Florence received a letter from the General Secretary of State for War, Sidney Herbert. He asked her to recruit a team of nurses for the Scutari hospital for wounded soldiers in Istanbul. Florence found thirty-eight women who she deemed suitable. Most of them were nuns who she knew would follow her instructions.
When they walked into the hospital, the ladies were horrified by the conditions. It was dark and smelly – very smelly. There were no beds and wounded men were lying on the floor with rats running around them. The patients were being fed stale and moldy food, and the toilet, which was no more than a hole in the floor, was overflowing. It’s not surprising that some of the doctors thought this was no place for women.
Undaunted, Florence and her team went to work. They opened windows to let in fresh air, then they swept, mopped, and scrubbed everything. They bought beds, repaired pillows and blankets, had the toilets cleared, and got rid of the vermin. They began to serve the men healthy food, change their soiled bandages, and bathe them. The men’s health improved, and doctors decided that nurses might just be useful after all.
Lady with the Lamp
Florence believed that no man should die alone. So every night, after the other staff had gone to bed, she would take her lamp and walk along the rows of patients. She checked on each and every soldier. She became known as “The Lady with the Lamp” and was such a comfort to the injured men that some of them even kissed her shadow as she passed.
Lady with the Pie Chart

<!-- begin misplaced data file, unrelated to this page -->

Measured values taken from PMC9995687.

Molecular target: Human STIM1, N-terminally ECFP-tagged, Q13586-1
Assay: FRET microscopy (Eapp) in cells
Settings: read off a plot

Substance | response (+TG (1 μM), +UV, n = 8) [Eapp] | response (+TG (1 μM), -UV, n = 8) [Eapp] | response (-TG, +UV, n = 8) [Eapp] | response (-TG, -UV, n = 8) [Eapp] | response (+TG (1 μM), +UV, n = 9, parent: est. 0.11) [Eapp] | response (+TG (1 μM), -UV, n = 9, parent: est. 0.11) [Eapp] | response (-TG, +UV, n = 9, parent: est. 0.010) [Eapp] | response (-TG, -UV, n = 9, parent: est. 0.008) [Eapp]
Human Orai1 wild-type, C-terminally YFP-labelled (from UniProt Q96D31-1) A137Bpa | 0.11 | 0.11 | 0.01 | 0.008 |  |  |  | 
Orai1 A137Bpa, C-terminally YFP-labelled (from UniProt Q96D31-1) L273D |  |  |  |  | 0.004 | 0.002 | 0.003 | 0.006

After the war, Florence returned to England. Unfortunately, she had caught Crimean Fever and never fully recovered. By age thirty-eight, she was often bedridden and barely left her house. Even though she was in poor health the rest of her days, she didn’t let that stop her. She just put down her lamp and took up writing and drawing pie charts.
Florence wrote more than two hundred books and pamphlets expounding the benefits of healthy diet, cleanliness, and fresh air in preventing disease. And she put her love of mathematics to good use by making infographics to illustrate her data.
She used a sort of pie chart, which she called a coxcomb, to show the number of deaths, and more importantly, causes of death in the military hospital. It clearly illustrated that many more soldiers died from preventable disease than from battle wounds. Her clear presentation convinced the government that health standards in military hospitals (and then all hospitals) needed to be upgraded.
Nightingale Nursing School
Florence had shown everyone what a difference trained nurses could make. In 1860 she started her own nursing school at St Thomas’ Hospital in London. It was funded with donations from the public and was the first secular nursing school in the world. It’s still in operation today as part of Kings College in London. Thanks to Florence, nursing had become a respectable profession.
In 1910, at age ninety, Florence died in her sleep in her London home. She was buried in a quiet ceremony near her childhood home, but there was also a large service held at St. Paul’s Cathedral. It was attended by royalty and many important people, but Florence would have been most proud of the hundreds of young women who came to honor the Lady with the Lamp who had inspired them to take up their nurses caps.
Help Save the Museum
The Florence Nightingale Museum is located on the grounds of St Thomas’ Hospital, the same location where Florence began her nurses training school in 1860.
Unfortunately, the museum is under threat of closure and needs to raise funds. You can see how to make a donation on this page. The museum can be found at parking level, 2 Lambeth Palace Road, London, SE1 7EW